Author(s): Holmstrm KO, Somersalo S, Mandal A, Palva TE, Welin B
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Abstract Glycine betaine is an osmoprotectant found in many organisms, including bacteria and higher plants. The bacterium Escherichia coli produces glycine betaine by a two-step pathway where choline dehydrogenase (CDH), encoded by betA, oxidizes choline to betaine aldehyde which is further oxidized to glycine betaine by the same enzyme. The second step, conversion of betaine aldehyde into glycine betaine, can also be performed by the second enzyme in the pathway, betaine aldehyde dehydrogenase (BADH), encoded by betB. Transformation of tobacco (Nicotiana tabacum), a species not accumulating glycine betaine, with the E. coli genes for glycine betaine biosynthesis, resulted in transgenic plants accumulating glycine betaine. Plants producing CDH were found to accumulate glycine betaine as did F1 progeny from crosses between CDH- and BADH-producing lines. Plants producing both CDH and BADH generally accumulated higher amounts of glycine betaine than plants producing CDH alone, as determined by 1H NMR analysis. Transgenic tobacco lines accumulating glycine betaine exhibited increased tolerance to salt stress as measured by biomass production of greenhouse-grown intact plants. Furthermore, experiments conducted with leaf discs from glycine betaine-accumulating plants indicated enhanced recovery from photoinhibition caused by high light and salt stress as well as improved tolerance to photoinhibition under low temperature conditions. In conclusion, introduction of glycine betaine production into tobacco is associated with increased stress tolerance probably partly due to improved protection of the photosynthetic apparatus.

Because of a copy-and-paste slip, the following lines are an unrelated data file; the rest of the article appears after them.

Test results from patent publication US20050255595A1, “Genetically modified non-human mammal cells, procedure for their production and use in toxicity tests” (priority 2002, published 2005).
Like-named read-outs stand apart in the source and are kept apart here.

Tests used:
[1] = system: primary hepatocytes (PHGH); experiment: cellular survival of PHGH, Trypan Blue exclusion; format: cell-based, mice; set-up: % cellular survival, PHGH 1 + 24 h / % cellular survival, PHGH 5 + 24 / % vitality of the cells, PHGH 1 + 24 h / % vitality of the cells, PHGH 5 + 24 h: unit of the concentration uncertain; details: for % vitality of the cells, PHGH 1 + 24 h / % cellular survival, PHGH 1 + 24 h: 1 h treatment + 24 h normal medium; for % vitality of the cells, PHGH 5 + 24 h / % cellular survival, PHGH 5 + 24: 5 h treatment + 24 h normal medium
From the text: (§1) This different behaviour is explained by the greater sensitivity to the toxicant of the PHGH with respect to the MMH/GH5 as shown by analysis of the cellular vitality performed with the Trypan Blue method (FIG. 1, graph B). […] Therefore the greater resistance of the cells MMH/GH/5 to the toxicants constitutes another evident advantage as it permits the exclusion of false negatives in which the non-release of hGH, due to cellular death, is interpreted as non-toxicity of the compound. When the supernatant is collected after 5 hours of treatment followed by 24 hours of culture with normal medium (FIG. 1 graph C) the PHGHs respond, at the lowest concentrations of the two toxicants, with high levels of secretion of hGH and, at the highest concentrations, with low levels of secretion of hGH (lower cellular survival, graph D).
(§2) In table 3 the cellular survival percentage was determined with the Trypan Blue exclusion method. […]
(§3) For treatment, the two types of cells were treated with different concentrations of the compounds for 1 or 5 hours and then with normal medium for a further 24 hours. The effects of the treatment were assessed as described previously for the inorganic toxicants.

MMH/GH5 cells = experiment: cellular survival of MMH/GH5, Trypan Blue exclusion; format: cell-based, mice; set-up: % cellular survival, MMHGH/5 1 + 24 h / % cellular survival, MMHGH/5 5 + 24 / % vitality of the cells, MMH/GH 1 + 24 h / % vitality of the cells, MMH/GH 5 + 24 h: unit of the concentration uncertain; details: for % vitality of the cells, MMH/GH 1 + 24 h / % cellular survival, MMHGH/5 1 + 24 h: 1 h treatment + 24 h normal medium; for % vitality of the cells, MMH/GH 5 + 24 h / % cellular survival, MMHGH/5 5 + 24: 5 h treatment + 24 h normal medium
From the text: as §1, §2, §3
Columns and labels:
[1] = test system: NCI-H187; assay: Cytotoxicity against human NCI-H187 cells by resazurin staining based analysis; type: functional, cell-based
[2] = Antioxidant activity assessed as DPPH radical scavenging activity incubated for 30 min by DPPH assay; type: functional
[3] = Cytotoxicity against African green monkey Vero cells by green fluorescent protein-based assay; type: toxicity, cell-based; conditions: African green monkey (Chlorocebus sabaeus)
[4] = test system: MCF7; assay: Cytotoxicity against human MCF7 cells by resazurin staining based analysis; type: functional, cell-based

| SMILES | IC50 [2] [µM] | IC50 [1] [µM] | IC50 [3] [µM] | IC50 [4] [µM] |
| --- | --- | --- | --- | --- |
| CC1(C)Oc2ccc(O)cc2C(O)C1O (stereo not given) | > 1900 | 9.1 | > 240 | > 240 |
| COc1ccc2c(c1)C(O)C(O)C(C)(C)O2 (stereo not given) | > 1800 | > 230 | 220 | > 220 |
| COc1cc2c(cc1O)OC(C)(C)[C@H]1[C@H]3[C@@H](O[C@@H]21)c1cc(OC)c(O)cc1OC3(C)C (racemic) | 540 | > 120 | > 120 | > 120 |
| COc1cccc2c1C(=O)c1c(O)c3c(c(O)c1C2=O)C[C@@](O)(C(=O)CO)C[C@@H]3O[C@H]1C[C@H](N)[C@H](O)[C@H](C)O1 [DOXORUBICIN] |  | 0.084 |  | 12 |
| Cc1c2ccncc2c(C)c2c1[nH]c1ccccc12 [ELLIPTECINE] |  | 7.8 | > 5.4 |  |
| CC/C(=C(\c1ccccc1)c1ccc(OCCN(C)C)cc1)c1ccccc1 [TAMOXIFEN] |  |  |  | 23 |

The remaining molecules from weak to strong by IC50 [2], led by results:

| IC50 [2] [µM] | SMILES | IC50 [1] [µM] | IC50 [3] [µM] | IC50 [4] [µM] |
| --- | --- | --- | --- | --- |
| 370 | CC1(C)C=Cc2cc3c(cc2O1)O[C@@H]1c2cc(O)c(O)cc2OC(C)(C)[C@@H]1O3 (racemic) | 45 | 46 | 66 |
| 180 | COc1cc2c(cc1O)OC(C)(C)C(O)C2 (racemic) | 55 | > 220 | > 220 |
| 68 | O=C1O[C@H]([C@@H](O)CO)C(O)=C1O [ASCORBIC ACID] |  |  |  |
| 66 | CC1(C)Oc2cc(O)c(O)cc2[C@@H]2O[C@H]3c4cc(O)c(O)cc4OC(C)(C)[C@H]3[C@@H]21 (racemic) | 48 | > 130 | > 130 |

This article was published in J Exp Bot
and referenced in Journal of Chromatography & Separation Techniques